Local Hardware Store's Viral Christmas Ad Is Warming Hearts Across The World
Every year, department stores and major brands hope to capture consumers' attention, and money, with holiday-themed ads. This year, however, the title of Best Christmas Ad Of The Year hasn't gone to an expensive ad produced for a multi-million dollar company. Instead, it's a viral Christmas advert for a family-run hardware store in Wales that's warming hearts all around the world. The best part? The ad reportedly only cost $130 to make.
Haford Hardware — a hardware store run by Pauline Lewis and her grandson Thomas Lewis Jones in the Welsh town of Rhayader, the Guardian reported — released its annual Christmas advert earlier this month. Since then, the ad has quickly become a viral hit, drawing high praise from people all over the world. Made over the course of just one day by Jones and his friend, filmmaker Josh Holdaway, the advert features Jones' 2-year-old son Arthur.
In it we see Arthur wake up, eat breakfast, brush his teeth, and head off to open Haford Hardware. Over the course of the day, Arthur repairs a broom, sweeps the shop, restocks shelves, rings up customers, sets up a Christmas window display, manages the shop's accounts, and even gift wraps one customer's holiday purchase. After closing the shop at the end of the day, Arthur heads outside, where, with a little TV magic he's turned into Jones.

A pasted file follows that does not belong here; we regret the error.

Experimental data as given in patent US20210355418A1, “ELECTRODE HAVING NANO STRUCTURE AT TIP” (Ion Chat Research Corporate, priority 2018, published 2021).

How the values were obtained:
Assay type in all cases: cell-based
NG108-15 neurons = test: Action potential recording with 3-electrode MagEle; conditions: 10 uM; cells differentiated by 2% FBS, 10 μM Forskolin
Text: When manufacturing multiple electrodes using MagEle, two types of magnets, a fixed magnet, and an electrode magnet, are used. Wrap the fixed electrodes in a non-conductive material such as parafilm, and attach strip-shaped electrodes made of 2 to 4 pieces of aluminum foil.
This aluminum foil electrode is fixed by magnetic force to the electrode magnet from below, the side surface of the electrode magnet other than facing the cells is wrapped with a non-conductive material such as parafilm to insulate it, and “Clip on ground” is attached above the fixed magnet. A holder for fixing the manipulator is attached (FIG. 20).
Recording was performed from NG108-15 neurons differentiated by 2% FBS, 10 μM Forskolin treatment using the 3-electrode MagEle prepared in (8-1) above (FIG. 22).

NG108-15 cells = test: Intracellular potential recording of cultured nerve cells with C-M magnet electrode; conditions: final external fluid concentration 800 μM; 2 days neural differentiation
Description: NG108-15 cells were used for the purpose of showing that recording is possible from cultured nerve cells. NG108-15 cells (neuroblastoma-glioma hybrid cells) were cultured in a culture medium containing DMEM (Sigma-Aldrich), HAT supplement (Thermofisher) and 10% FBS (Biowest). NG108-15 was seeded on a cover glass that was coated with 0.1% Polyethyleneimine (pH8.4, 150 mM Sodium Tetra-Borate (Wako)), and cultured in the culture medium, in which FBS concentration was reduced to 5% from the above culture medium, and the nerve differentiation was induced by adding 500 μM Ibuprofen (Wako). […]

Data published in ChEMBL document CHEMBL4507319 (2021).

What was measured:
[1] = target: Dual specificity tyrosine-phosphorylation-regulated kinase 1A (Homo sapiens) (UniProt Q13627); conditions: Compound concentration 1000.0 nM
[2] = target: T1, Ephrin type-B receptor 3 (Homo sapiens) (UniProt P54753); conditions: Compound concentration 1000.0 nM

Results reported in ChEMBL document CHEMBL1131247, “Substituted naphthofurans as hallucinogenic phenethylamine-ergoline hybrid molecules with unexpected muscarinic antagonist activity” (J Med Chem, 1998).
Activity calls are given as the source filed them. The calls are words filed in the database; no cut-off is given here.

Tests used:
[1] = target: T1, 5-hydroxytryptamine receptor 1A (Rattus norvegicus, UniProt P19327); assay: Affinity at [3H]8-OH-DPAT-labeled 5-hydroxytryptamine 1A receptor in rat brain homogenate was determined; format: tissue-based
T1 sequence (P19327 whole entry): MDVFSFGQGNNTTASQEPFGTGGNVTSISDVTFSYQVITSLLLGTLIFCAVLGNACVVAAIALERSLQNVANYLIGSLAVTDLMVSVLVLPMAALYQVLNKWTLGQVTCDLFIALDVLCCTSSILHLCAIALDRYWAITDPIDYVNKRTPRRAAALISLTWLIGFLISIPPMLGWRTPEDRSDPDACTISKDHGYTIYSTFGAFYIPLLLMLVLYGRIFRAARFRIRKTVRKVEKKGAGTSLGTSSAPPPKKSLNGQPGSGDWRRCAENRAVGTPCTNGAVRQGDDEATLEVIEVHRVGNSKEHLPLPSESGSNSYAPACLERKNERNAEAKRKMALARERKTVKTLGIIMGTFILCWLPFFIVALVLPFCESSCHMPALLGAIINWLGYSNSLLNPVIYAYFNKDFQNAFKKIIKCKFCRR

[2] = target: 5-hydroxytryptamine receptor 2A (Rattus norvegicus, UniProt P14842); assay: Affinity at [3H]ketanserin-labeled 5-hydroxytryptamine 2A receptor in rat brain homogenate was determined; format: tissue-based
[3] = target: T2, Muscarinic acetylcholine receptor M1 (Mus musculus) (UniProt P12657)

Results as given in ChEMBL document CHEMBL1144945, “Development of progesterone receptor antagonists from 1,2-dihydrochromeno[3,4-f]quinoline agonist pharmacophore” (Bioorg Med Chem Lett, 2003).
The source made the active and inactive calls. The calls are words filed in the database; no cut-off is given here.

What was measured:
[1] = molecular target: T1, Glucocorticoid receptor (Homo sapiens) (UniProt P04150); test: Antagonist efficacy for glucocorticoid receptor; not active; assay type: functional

On Twitter, people have praised the ad as being "brilliant and heartwarming" and having "true meaning." Others hailed it as one of the best holiday ads they'd seen in years. "This must be my favorite advert in some time," one Twitter user wrote. "It beautifully captures something adverts tend to miss. It touches home to those who appreciate family, hard work, being a kid and Christmas."
While blown away by the commercial's international success, Jones told the Guardian he thinks people have been drawn to the advert's message. "I think it has struck a chord because it's such a simple message," Jones told the paper. "It's real and it's not saying: 'Spend, spend, spend.' I think you can tell it's made by people who care about this business."
Jones told the BBC that his only real expense in making the advert was the roughly $130 he paid for American singer Andrea von Kampen to be able to record a cover of Alphaville's 1984 hit song "Forever Young" in a studio.
Fortunately, Arthur was willing to work for free as much of what he was filmed doing are things he normally does around the shop. "Arthur comes to the shop most days to see me," Jones told Wales Online. "The stuff you see him doing in the video isn't out of the ordinary." Still, Jones told Wales Online that he was "bursting with pride" at his son's performance in the advert. "He was so good. They say never work with animals or children but he was a joy."